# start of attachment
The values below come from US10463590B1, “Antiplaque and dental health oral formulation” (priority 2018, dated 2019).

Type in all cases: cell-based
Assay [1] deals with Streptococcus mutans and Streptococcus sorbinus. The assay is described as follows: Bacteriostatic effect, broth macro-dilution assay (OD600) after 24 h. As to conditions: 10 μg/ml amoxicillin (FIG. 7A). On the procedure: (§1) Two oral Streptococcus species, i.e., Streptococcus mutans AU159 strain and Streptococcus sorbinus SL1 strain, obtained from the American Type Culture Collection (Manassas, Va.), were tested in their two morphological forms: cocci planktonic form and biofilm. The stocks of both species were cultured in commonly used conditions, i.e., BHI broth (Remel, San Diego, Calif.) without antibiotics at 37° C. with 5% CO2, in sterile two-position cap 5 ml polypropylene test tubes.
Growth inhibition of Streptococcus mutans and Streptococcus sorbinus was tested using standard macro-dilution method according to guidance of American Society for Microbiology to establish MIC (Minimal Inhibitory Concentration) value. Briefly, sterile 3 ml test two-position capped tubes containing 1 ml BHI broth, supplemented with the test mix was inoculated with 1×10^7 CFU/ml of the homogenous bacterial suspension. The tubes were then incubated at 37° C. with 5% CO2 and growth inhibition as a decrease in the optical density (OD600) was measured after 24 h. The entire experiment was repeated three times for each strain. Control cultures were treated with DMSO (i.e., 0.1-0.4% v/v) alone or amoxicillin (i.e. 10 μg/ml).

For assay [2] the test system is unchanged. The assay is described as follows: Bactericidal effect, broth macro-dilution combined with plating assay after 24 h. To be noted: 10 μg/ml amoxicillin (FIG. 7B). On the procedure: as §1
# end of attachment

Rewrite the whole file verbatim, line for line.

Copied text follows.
The values below come from US10463590B1, “Antiplaque and dental health oral formulation” (priority 2018, dated 2019).

Type in all cases: cell-based
Assay [1] deals with Streptococcus mutans and Streptococcus sorbinus. The assay is described as follows: Bacteriostatic effect, broth macro-dilution assay (OD600) after 24 h. As to conditions: 10 μg/ml amoxicillin (FIG. 7A). On the procedure: (§1) Two oral Streptococcus species, i.e., Streptococcus mutans AU159 strain and Streptococcus sorbinus SL1 strain, obtained from the American Type Culture Collection (Manassas, Va.), were tested in their two morphological forms: cocci planktonic form and biofilm. The stocks of both species were cultured in commonly used conditions, i.e., BHI broth (Remel, San Diego, Calif.) without antibiotics at 37° C. with 5% CO2, in sterile two-position cap 5 ml polypropylene test tubes.
Growth inhibition of Streptococcus mutans and Streptococcus sorbinus was tested using standard macro-dilution method according to guidance of American Society for Microbiology to establish MIC (Minimal Inhibitory Concentration) value. Briefly, sterile 3 ml test two-position capped tubes containing 1 ml BHI broth, supplemented with the test mix was inoculated with 1×10^7 CFU/ml of the homogenous bacterial suspension. The tubes were then incubated at 37° C. with 5% CO2 and growth inhibition as a decrease in the optical density (OD600) was measured after 24 h. The entire experiment was repeated three times for each strain. Control cultures were treated with DMSO (i.e., 0.1-0.4% v/v) alone or amoxicillin (i.e. 10 μg/ml).

For assay [2] the test system is unchanged. The assay is described as follows: Bactericidal effect, broth macro-dilution combined with plating assay after 24 h. To be noted: 10 μg/ml amoxicillin (FIG. 7B). On the procedure: as §1